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How Older Workers Weather Layoffs

By Motoko Rich, The New York Times

May 15, 2012

While the recession and its aftermath have been particularly rough on the youngest workers, the oldest workers may end up suffering the longest.

A new Government Accountability Office report on unemployed older workers looks at the difficulties they face finding new jobs if they are laid off, and how their financial security in retirement may be compromised as a result.

As has been documented, older workers have not been laid off at the same rate as younger workers, but once they lose their jobs, they tend to spend much longer finding new jobs, if they find them at all.

In 2011, 55 percent of workers older than 55 had been out of work for 27 weeks or more, compared to 47 percent of those 25 to 55. Of workers who lost their jobs between 2007 and 2009, just under a third of those 55 to 64 had found full-time jobs by January 2010, compared with 41 percent of those 25 to 54.

The report’s authors convened focus groups of unemployed older workers and prospective employers to discuss the barriers to re-employment, finding that older workers believed they suffered from age discrimination but also had trouble adjusting to new technology and online job searches. Employers were hesitant to hire older workers because of perceived higher health-care costs, as well as concerns that older workers would not stay long enough for the employer to reap a good return on investment.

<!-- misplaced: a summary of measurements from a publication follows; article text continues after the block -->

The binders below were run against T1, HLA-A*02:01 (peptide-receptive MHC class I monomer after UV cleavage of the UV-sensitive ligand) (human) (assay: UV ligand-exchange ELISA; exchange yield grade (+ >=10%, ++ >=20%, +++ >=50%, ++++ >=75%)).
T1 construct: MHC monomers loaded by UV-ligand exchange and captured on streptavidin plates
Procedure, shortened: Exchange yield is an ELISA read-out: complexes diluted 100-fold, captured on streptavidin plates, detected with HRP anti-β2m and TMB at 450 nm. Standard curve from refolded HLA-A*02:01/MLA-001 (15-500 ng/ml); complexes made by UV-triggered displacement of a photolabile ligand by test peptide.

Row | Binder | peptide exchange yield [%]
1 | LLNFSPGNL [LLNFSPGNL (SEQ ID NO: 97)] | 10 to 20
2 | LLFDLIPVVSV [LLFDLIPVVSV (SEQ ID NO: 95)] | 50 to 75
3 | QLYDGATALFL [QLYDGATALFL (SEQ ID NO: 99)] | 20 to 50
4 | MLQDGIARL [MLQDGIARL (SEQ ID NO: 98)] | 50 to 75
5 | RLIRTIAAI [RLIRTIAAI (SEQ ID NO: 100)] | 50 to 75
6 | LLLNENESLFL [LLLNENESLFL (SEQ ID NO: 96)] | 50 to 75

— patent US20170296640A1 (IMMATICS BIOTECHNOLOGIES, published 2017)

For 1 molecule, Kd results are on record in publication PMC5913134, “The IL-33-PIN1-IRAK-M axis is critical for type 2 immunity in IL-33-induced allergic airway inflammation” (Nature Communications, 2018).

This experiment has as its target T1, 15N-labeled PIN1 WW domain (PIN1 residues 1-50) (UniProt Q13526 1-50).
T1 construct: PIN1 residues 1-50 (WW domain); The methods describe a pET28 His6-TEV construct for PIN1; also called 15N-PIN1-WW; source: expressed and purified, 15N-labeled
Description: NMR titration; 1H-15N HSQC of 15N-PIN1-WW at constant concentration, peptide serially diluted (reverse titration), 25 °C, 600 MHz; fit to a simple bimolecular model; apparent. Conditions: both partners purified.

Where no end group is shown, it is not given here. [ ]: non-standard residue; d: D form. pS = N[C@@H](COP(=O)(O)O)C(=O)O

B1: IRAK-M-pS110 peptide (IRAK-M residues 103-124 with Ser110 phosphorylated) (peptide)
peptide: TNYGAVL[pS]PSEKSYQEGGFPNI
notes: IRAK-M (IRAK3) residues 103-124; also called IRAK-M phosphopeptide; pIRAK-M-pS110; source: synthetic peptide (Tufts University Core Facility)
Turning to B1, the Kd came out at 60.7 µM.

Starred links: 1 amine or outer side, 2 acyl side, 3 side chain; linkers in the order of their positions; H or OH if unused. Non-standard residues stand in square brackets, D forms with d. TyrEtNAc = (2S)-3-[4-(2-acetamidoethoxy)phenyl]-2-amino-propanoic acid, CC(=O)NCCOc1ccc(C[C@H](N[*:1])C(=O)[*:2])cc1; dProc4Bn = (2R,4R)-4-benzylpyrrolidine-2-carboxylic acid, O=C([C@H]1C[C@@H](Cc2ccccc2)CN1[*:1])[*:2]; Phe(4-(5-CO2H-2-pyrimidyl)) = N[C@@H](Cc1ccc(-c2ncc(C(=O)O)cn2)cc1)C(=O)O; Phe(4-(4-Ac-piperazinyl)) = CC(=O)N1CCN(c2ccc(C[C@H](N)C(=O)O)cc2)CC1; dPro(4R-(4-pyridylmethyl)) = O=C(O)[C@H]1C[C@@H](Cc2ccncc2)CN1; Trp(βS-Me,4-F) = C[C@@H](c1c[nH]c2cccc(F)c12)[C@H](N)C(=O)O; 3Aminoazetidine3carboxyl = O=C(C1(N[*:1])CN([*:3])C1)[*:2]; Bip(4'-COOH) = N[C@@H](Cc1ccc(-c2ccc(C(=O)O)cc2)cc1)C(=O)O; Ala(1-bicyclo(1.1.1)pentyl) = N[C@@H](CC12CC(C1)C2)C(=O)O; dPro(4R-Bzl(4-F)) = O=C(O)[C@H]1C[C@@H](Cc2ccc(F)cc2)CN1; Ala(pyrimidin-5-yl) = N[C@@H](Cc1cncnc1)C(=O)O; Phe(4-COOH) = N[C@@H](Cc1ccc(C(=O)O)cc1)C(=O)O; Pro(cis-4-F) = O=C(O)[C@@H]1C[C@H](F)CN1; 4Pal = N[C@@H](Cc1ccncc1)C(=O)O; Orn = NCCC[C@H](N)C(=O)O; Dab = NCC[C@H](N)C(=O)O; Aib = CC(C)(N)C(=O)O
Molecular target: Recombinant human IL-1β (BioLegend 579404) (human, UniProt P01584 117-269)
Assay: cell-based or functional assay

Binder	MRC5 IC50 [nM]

Those older workers who do find jobs are much more likely to take a pay cut than younger workers. According to the report, 70 percent of workers 55 or older who were laid off between 2007 and 2009 and found a new job are now earning less than in their previous job, compared to 53 percent of those 25 to 54.

At the same time, older Americans are trying to work longer. The labor force participation rate – the proportion of people of an age cohort who are either working or looking for work – has steadily risen since 1990 for workers 55 or older. People are living longer and healthier lives, but are also trying to save more for retirement.

But those who are laid off and never find another job can see their retirement savings shrivel as they spend fewer years paying into employer-based plans and Social Security once they are out of work. Some older workers who lose their jobs also draw down from their employer-based pensions or 401(k)s to cover living expenses before they are officially eligible for retirement, and those who have no other options are very likely to claim Social Security early.

By doing so at 62 rather than 65 or 66, these workers will receive lower monthly payments for life. In a simulation, the report’s authors estimated that a person who stopped working at 62 and began collecting benefits would receive a median monthly benefit of $909, about 25 percent less than the $1,212 per month available to those who hold off claiming Social Security until age 66. A person who lost a job at 55 and began collecting at 62 would have a median benefit of just $855 a month.

For those trying to get by primarily on Social Security benefits, such low levels “could become problematic as retirees age and if health care costs and premiums continue to increase,” the authors wrote.

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